Clockwise from top left: Selenis Leyva, George Lopez, Al Madrigal, Debby Wolfe, Mayan Lopez and Matt Shively of NBC’s “Lopez vs. Lopez” at the 2024 Winter Television Critics Association Press Tour in Pasadena, California.

JSquared Photography via Getty Images

In addition to being underrepresented on screen — a 2023 report found that of the nearly 1,000 shows produced and aired by August 2023, only 33 of them featured a Latinx lead — Latinxs in Hollywood have been typecast as criminals or menial laborers, or are highly sexualized. “Lopez vs. Lopez” not only uplifts Latinx creatives on and off screen, but is an effort to dispel the idea that Latinx people are the same.

“I think the biggest thing our industry really fails to recognize is that Latine people are not a monolith. We come from different countries. We speak Spanish in different ways. We have varying values and traditions,” Wolfe explained. “I think society wants to put us in a box. There’s definitely a lack of education, and I hope that by being specific on the show, we are entertaining, but we’re also educating and we’re telling our stories.”

“I see us as breaking those stereotypes,” Mayan added. “Showing that [Latinos] can be in positions of power and don’t always have accents. Both my mom and my dad for the last 35 years have really fought to not perpetuate that stereotype. And that is definitely something that has passed on to me.”

“Lopez vs. Lopez” also makes an active effort to acknowledge and celebrate Afro-Latinx heritage on the show. By casting Netflix’s “Orange Is the New Black” star Selenis Leyva in the role of Rosie, Mayan’s mother, the series provided a platform for an often overlooked identity in the Latinx community.

“[We’re] showing our community, as much as it’s showing mainstream America, that Latinos — we look really different. A lot of times we, in the Latino community, gravitate towards the celebration of our Spaniard bloodline and we don’t really acknowledge the Afro bloodline that we have,” Leyva told HuffPost.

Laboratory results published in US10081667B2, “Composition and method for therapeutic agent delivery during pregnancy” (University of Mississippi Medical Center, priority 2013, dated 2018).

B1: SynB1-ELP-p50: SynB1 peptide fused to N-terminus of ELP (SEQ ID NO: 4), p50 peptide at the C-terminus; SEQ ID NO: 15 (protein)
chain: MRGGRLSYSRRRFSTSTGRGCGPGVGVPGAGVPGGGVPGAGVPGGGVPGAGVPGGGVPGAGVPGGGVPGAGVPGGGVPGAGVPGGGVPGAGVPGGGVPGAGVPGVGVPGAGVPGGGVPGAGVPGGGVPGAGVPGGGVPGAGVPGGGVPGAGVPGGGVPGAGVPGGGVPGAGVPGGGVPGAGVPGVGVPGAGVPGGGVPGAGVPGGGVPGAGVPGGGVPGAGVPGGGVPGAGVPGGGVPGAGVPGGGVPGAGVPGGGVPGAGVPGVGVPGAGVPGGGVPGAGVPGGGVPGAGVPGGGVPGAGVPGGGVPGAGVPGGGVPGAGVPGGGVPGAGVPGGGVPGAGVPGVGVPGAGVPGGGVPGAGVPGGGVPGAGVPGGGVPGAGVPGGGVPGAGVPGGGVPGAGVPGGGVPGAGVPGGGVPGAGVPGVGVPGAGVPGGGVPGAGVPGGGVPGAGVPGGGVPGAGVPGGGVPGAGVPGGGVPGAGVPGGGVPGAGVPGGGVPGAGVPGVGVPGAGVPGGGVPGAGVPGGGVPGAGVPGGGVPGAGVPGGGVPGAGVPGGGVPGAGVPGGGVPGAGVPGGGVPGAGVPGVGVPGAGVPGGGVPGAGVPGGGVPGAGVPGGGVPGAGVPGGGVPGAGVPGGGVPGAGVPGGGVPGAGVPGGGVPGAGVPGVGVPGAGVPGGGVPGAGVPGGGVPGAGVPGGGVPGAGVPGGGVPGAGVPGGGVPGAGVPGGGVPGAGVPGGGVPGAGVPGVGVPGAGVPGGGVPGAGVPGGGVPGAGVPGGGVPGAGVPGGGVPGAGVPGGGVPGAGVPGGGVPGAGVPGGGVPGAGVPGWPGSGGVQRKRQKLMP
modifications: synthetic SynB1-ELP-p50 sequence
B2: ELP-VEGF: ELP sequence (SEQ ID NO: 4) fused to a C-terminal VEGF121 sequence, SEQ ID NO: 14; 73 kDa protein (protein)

Selenis Leyva (left) as Rosie and Brice Gonzalez as Chance on "Lopez vs. Lopez."
Selenis Leyva (left) as Rosie and Brice Gonzalez as Chance on “Lopez vs. Lopez.”

Nicole Weingart/NBC via Getty Images

Leyva’s character is a single mother who is not only navigating her divorce and questions of forgiveness, but also learning to embrace her individuality and honor her success as an entrepreneur. It balances the more serious topics in the show with positive Latinx experiences. “

“We’re showing a Latina mom — a grandmother at that — and also a business owner,” Leyva said. “I love that we are showing everyone that Latinas, especially women after the age of 40, can still be sexy, smart, and in control. So for me, this is a really exciting project because I feel like I am representing a lot of women that are not usually celebrated or seen on TV.”

Her character also challenges the idea of what motherhood looks like in a culture that is rooted in tradition. Leyva said that audiences are trained to see mothers as sort of asexual and one-dimensional once they have their children. But not on “Lopez vs. Lopez.”

“They haven’t taken her identity as a woman away,” Leyva said of her character. “It’s about time that we start seeing Latinas as full-rounded women. And that to me is the most exciting part of playing Rosie.”

While authentic Latinx representation is the focal point of “Lopez vs. Lopez,” Wolfe, Leyva and Mayan all stressed that the show was created for everyone to enjoy.

“[Our onscreen family] just happens to be Latino; our issues are the same that any other family would go through,” Mayan said. “And being really the only show on network television with the majority Latin cast, I think we have a responsibility that we take quite seriously to share our stories and to inspire other projects and really integrate the space with even more stories and even more projects for a Latino community.”

“We’ve been taught that there’s only room for one of us and that the opportunities are few and far in between, but I always say we have to start making more room,” Leyva added, when asked about the frequent cancellations of Latinx-focused shows. “I think that if we hold on to that kind of energy more and support shows that reflect us, that look like us, that sound like us, we would have fewer cancellations. We would be sending a message saying, no, we demand to be seen. We demand to be heard.”

“Lopez vs. Lopez” Season 2 premieres Tuesday on NBC.